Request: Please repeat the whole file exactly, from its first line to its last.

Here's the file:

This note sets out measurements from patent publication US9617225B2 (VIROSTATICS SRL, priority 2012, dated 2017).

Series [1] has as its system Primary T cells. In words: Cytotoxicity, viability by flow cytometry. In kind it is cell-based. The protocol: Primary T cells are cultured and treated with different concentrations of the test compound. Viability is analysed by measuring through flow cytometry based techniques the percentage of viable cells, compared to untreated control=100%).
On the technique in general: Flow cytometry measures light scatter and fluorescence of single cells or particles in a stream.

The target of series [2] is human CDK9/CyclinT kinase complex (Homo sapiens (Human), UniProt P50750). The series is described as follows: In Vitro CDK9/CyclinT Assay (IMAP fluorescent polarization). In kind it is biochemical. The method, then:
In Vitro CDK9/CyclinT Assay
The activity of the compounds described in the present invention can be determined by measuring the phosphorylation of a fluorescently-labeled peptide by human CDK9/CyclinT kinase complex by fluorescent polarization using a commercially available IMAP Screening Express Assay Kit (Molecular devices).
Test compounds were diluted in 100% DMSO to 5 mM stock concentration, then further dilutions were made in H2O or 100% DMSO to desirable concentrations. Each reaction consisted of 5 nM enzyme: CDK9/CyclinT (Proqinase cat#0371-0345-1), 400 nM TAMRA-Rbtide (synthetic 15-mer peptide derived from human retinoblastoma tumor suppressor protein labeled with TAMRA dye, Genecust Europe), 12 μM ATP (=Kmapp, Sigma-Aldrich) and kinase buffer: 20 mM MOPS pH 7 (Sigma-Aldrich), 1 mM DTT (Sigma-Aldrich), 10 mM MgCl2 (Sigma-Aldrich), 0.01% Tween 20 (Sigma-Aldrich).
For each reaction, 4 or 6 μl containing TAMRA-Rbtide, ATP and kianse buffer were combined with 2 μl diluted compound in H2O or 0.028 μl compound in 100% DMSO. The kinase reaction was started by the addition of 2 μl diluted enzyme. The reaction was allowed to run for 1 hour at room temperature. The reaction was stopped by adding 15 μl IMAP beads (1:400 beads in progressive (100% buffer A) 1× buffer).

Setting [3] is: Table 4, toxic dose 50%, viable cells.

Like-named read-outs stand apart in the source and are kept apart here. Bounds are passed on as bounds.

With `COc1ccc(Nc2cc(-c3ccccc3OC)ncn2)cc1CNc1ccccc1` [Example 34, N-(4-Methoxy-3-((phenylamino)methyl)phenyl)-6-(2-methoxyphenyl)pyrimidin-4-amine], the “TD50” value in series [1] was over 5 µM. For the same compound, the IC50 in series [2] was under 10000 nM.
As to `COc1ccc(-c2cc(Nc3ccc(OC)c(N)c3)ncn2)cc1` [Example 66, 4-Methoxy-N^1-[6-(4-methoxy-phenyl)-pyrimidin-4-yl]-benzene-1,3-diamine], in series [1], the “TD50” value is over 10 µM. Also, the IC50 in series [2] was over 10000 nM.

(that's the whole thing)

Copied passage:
This note sets out measurements from patent publication US9617225B2 (VIROSTATICS SRL, priority 2012, dated 2017).

Series [1] has as its system Primary T cells. In words: Cytotoxicity, viability by flow cytometry. In kind it is cell-based. The protocol: Primary T cells are cultured and treated with different concentrations of the test compound. Viability is analysed by measuring through flow cytometry based techniques the percentage of viable cells, compared to untreated control=100%).
On the technique in general: Flow cytometry measures light scatter and fluorescence of single cells or particles in a stream.

The target of series [2] is human CDK9/CyclinT kinase complex (Homo sapiens (Human), UniProt P50750). The series is described as follows: In Vitro CDK9/CyclinT Assay (IMAP fluorescent polarization). In kind it is biochemical. The method, then:
In Vitro CDK9/CyclinT Assay
The activity of the compounds described in the present invention can be determined by measuring the phosphorylation of a fluorescently-labeled peptide by human CDK9/CyclinT kinase complex by fluorescent polarization using a commercially available IMAP Screening Express Assay Kit (Molecular devices).
Test compounds were diluted in 100% DMSO to 5 mM stock concentration, then further dilutions were made in H2O or 100% DMSO to desirable concentrations. Each reaction consisted of 5 nM enzyme: CDK9/CyclinT (Proqinase cat#0371-0345-1), 400 nM TAMRA-Rbtide (synthetic 15-mer peptide derived from human retinoblastoma tumor suppressor protein labeled with TAMRA dye, Genecust Europe), 12 μM ATP (=Kmapp, Sigma-Aldrich) and kinase buffer: 20 mM MOPS pH 7 (Sigma-Aldrich), 1 mM DTT (Sigma-Aldrich), 10 mM MgCl2 (Sigma-Aldrich), 0.01% Tween 20 (Sigma-Aldrich).
For each reaction, 4 or 6 μl containing TAMRA-Rbtide, ATP and kianse buffer were combined with 2 μl diluted compound in H2O or 0.028 μl compound in 100% DMSO. The kinase reaction was started by the addition of 2 μl diluted enzyme. The reaction was allowed to run for 1 hour at room temperature. The reaction was stopped by adding 15 μl IMAP beads (1:400 beads in progressive (100% buffer A) 1× buffer).

Setting [3] is: Table 4, toxic dose 50%, viable cells.

Like-named read-outs stand apart in the source and are kept apart here. Bounds are passed on as bounds.

With `COc1ccc(Nc2cc(-c3ccccc3OC)ncn2)cc1CNc1ccccc1` [Example 34, N-(4-Methoxy-3-((phenylamino)methyl)phenyl)-6-(2-methoxyphenyl)pyrimidin-4-amine], the “TD50” value in series [1] was over 5 µM. For the same compound, the IC50 in series [2] was under 10000 nM.
As to `COc1ccc(-c2cc(Nc3ccc(OC)c(N)c3)ncn2)cc1` [Example 66, 4-Methoxy-N^1-[6-(4-methoxy-phenyl)-pyrimidin-4-yl]-benzene-1,3-diamine], in series [1], the “TD50” value is over 10 µM. Also, the IC50 in series [2] was over 10000 nM.